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Land Day Observed Quietly in Israel, but New Deaths Reported in West Bank

March 31, 1988
See Original Daily Bulletin From This Date

Land Day was observed peacefully Wednesday in Arab sections of Israel proper. Protest demonstrations were held in the larger Arab towns and villages, but by late afternoon, no incidents had been reported requiring police intervention.

A general strike was observed fully in all-Arab towns, such as Nazareth. But Arab businesses remained open in cities of mixed Arab-Jewish population, notably Jaffa, Haifa, Lod and Ramla.

Violence erupted in the West Bank, however. By early evening. Israel Radio had reported a number of Palestinian deaths and large numbers wounded in clashes with the Israel Defense Force.

The West Bank and Gaza Strip were declared closed military zones earlier this week and have been sealed off since midnight Monday, with tight restrictions on press coverage.

Israel Radio reported at least two Arabs killed and “many injured” in West Bank rioting. In Tulkarm, 12 were injured in riots during the afternoon. Arab hospitals reported two more persons killed in Nablus and Hebron.

Other, unconfirmed reports spoke of 40 persons injured. Hospitals in East Jerusalem and the West Bank said they were receiving many people for treatment of wounds.

The IDF confirmed one incident Wednesday morning. It said soldiers attacked by Palestinians in a village near Ramallah fatally shot a woman and wounded three others.

The Gaza Strip, under total curfew, was reported quiet.

Land Day marks the 12th anniversary of Palestinian protests against the expropriation of Arab-owned lands in Galilee by the IDF. Six Palestinians were killed on the original Land Day, March 30, 1976.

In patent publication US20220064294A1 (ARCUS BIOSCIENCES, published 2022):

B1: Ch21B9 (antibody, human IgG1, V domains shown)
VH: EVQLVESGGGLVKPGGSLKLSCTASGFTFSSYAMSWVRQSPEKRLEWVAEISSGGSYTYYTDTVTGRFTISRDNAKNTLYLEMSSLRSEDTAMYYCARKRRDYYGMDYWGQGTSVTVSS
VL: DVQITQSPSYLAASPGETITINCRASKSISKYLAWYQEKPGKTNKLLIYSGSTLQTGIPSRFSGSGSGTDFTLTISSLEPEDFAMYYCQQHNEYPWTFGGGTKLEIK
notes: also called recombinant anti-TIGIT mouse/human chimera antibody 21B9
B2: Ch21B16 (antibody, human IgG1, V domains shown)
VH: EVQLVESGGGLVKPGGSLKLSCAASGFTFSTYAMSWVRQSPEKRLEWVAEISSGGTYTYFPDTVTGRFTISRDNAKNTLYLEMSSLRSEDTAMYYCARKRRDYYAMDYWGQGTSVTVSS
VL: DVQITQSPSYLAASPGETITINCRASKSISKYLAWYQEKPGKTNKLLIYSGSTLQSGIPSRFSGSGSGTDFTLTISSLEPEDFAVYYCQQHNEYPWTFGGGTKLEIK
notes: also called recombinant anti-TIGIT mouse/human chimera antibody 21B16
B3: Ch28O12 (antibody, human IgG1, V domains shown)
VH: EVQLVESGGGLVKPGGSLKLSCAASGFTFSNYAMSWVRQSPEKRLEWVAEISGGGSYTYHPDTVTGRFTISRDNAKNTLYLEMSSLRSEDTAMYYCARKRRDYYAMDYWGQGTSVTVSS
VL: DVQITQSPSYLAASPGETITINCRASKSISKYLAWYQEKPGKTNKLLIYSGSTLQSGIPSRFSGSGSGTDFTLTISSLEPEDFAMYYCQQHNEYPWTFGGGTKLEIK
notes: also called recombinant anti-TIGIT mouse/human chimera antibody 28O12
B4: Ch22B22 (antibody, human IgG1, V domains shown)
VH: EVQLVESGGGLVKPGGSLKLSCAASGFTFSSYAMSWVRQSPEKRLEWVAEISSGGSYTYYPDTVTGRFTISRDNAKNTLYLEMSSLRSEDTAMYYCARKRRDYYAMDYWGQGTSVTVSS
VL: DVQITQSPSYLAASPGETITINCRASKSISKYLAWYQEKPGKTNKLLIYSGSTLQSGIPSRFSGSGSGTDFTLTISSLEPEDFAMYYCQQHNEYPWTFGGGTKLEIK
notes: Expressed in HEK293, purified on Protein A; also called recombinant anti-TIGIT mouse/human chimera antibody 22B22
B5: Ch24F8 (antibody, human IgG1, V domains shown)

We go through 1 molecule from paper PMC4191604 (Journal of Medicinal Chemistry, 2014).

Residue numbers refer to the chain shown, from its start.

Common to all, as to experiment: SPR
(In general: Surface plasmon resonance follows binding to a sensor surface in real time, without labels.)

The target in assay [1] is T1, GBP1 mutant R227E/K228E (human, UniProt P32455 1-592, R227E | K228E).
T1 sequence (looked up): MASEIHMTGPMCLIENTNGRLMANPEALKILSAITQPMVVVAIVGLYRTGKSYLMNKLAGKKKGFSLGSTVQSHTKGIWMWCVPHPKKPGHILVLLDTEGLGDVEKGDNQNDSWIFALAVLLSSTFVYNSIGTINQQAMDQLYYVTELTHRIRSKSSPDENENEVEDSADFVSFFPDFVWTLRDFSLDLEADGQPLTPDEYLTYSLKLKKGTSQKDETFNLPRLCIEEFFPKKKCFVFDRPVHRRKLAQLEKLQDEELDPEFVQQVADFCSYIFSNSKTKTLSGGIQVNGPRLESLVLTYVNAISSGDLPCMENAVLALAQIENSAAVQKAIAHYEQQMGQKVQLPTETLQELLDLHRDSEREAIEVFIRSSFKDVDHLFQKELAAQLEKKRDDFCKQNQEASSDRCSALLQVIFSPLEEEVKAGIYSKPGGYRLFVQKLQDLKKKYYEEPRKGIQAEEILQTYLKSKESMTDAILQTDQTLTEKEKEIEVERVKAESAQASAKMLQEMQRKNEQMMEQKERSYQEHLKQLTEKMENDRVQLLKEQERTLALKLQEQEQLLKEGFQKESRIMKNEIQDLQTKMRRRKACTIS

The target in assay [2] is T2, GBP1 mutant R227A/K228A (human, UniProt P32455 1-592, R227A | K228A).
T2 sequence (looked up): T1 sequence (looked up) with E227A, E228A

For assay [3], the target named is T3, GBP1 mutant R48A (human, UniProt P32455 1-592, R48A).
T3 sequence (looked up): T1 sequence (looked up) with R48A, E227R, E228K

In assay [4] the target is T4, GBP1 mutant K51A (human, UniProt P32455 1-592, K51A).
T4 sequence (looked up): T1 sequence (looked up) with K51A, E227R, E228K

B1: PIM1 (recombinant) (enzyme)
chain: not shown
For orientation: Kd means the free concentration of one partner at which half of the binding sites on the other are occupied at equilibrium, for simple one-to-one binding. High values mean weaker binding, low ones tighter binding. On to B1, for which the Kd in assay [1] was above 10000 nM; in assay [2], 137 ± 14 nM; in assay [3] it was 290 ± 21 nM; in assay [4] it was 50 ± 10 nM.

This year, Israeli authorities took unprece dented security measures because of the continued unrest in the administered territories, which they feared might spill over into Israel proper.

This apparently did not occur. Israeli officials credited the local Arab leadership and their appointed monitors with preserving order. By tacit agreement, Israeli police kept out of Arab population centers during Land Day observances.

But the police acted to prevent Rabbi Meir Kahane, leader of the racist Kach party, from entering Nazareth. They also barred a planned demonstration there by young Herut activists, who proposed unfurling an Israeli flag in Nazareth and singing patriotic songs. The local police chief suggested they go to Upper Nazareth, a neighboring Jewish town.

Israelis were relieved by the calm that prevailed in Arab sections of the country, because the day had dawned ominously. Three gasoline bomb attacks were reported in Israel in the hours leading up to Land Day.

The first occurred Tuesday afternoon, when a Molotov cocktail was thrown at a busload of children at Kfar Tavor. Late Tuesday night, two more gasoline bombs were hurled at a bus near Kiryat Tivon and another was thrown at a car early Wednesday near Kibbutz Sha’ar Ha’amakim.

None hit their targets. The Sha’ar Ha’amakim incident resulted in speedy arrests in a neighboring Arab village.

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